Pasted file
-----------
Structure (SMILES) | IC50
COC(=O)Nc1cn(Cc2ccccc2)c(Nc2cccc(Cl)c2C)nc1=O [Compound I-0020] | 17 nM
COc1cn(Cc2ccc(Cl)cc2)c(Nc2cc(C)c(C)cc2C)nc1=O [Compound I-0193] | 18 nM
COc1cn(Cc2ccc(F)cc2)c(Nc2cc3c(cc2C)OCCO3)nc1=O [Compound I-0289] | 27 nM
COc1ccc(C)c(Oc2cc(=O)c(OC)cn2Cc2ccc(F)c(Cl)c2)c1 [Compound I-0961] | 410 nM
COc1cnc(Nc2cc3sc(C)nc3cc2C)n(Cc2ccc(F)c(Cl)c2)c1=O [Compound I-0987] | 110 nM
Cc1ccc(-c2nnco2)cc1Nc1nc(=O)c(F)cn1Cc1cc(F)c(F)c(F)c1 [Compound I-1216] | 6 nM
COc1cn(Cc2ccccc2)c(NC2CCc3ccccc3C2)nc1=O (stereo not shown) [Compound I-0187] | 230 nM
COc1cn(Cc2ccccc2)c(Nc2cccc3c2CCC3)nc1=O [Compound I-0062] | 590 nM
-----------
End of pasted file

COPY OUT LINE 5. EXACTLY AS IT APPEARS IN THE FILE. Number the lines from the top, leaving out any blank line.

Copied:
COc1ccc(C)c(Oc2cc(=O)c(OC)cn2Cc2ccc(F)c(Cl)c2)c1 [Compound I-0961] | 410 nM